Let’s get this straight. I didn’t actually tell her—or at least by my own will. She seemed to just suck it out of my head. She had the irresistible if-you-don’t-tell-me-I’m-gonna-cry-sick-little-puppy thing going on, which made me spit it out, and I mean all out. The phone rang. It was Priscilla Patterson, the most gorgeous girl in junior high. My heart fell, making a thud probably somewhere near my ankles, when she asked, “Do you think Billy Bob Joe likes me? I thought you might know because you’re his best friend.” Yeah, I knew. I knew that Billy Bob hated Priscilla’s beautiful guts—although I can’t imagine why. But if I told her, she would tell everyone—and I mean everyone—that he was a rude vicious, slimy, no- good…well, you get the idea. Teenage girls work this way. And Billy Bob would kill me, being a good 100 pounds heavier than me and all. So I said, “No, I don’t really know.” When I said this I could envision her little pout and her sky-blue eyes making that sad little puppy face, and I crumbled like a cookie in an earthquake saying “Actually, he… he hates you. He thinks you’re Miss Prissy Princess, and he really hates Prissy Princesses. I don’t know why, but he does.” After that there was a long pause and a click, and I knew that click was the sound of the last of my heart because I knew only too well that my life would soon be over since I knew Billy Bob so well and all. I don’t know why I told her. Maybe it was her voice as sweet as honey or the picture of that face, that I’m-going-to-be-a-super-model- someday-but-you’re-making-me-really-sad face which I pictured. Whatever it was, I spilled the whole bucket of beans. She just seemed to suck it out of my head along with every ounce of dignity I had left (Duvall, Greg, “I Don’t Know Why I Told her”).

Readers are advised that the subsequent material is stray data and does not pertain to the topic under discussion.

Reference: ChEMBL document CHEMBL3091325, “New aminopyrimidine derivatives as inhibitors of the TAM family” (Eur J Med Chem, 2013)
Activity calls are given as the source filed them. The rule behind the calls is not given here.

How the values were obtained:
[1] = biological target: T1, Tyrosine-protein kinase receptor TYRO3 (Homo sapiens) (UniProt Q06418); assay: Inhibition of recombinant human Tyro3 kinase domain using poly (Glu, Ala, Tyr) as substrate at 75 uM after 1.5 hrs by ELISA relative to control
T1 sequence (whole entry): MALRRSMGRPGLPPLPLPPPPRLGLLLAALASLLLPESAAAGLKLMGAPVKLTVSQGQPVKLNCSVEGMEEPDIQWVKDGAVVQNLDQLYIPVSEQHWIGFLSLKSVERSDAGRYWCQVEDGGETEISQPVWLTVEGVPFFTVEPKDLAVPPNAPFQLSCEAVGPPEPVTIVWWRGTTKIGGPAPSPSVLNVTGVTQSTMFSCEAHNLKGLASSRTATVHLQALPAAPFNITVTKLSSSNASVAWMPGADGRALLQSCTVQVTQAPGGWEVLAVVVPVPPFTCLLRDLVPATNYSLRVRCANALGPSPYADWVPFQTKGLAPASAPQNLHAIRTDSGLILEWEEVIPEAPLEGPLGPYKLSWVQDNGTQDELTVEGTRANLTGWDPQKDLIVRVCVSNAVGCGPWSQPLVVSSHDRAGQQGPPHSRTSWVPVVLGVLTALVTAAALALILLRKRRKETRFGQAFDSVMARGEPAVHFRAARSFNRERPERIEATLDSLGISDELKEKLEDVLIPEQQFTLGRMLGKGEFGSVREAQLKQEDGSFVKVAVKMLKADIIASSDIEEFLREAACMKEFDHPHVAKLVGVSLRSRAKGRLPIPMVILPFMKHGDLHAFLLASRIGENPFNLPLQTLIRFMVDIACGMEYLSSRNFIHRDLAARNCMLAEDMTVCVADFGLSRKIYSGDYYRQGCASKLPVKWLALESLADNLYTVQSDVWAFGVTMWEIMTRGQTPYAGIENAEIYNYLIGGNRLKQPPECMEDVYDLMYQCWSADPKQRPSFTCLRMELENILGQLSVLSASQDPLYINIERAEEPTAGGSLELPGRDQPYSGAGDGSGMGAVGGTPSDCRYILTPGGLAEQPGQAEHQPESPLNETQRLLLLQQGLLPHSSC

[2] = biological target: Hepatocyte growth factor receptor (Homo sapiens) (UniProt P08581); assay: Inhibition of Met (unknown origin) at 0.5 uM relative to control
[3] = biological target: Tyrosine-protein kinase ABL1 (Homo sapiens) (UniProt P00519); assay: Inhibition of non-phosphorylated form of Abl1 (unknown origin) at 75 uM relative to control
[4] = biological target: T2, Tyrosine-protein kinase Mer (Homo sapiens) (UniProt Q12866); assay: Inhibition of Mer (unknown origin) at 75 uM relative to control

Seagulls pounce restlessly On the shore As the white water Tries to swallow them whole I am an early morning runner Destined to be free I stop for a quick breath To capture the moment I continue On feet moving swiftly Every time I run I leave a part of me behind It’s like I am getting smaller And smaller Till the white water washes me away To an untraceable place Where I can watch the seagulls Restlessly pounce on the shore As the white water tries to Swallow them whole ( Poston, Greg, “White Water”).
Seagulls pounce restlessly On the shore As the white water Tries to swallow them whole I am an early morning runner Destined to be free I stop for a quick breath To capture the moment I continue On feet moving swiftly Every time I run I leave a part of me behind It’s like I am getting smaller And smaller Till the white water washes me away To an untraceable place Where I can watch the seagulls Restlessly pounce on the shore As the white water tries to Swallow them whole (Poston, Greg, “White Water”). The narrator states that he is “an early morning runner.” Write a poem of at least 10 lines based on the line: “I am a __________” You must also use Smiley Face Trick # 8 Full Circle Ending in your poem